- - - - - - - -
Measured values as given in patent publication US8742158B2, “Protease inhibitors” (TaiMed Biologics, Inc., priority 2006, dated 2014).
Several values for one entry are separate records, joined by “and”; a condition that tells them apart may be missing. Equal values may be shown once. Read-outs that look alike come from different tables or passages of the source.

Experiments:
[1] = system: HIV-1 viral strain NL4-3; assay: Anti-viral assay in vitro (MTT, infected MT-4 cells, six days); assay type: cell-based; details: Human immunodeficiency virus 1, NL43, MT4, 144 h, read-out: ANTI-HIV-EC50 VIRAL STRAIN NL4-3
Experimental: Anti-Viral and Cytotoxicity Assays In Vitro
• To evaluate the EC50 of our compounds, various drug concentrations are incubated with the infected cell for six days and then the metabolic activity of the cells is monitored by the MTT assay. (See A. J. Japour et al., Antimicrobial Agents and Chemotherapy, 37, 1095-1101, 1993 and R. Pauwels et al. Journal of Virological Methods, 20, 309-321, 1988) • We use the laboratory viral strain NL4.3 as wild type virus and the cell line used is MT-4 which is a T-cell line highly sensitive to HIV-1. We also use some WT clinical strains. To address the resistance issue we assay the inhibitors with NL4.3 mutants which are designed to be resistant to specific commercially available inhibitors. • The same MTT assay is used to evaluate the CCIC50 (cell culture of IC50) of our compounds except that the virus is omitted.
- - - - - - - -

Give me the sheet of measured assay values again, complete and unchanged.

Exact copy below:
Measured values as given in patent publication US8742158B2, “Protease inhibitors” (TaiMed Biologics, Inc., priority 2006, dated 2014).
Several values for one entry are separate records, joined by “and”; a condition that tells them apart may be missing. Equal values may be shown once. Read-outs that look alike come from different tables or passages of the source.

Experiments:
[1] = system: HIV-1 viral strain NL4-3; assay: Anti-viral assay in vitro (MTT, infected MT-4 cells, six days); assay type: cell-based; details: Human immunodeficiency virus 1, NL43, MT4, 144 h, read-out: ANTI-HIV-EC50 VIRAL STRAIN NL4-3
Experimental: Anti-Viral and Cytotoxicity Assays In Vitro
• To evaluate the EC50 of our compounds, various drug concentrations are incubated with the infected cell for six days and then the metabolic activity of the cells is monitored by the MTT assay. (See A. J. Japour et al., Antimicrobial Agents and Chemotherapy, 37, 1095-1101, 1993 and R. Pauwels et al. Journal of Virological Methods, 20, 309-321, 1988) • We use the laboratory viral strain NL4.3 as wild type virus and the cell line used is MT-4 which is a T-cell line highly sensitive to HIV-1. We also use some WT clinical strains. To address the resistance issue we assay the inhibitors with NL4.3 mutants which are designed to be resistant to specific commercially available inhibitors. • The same MTT assay is used to evaluate the CCIC50 (cell culture of IC50) of our compounds except that the virus is omitted.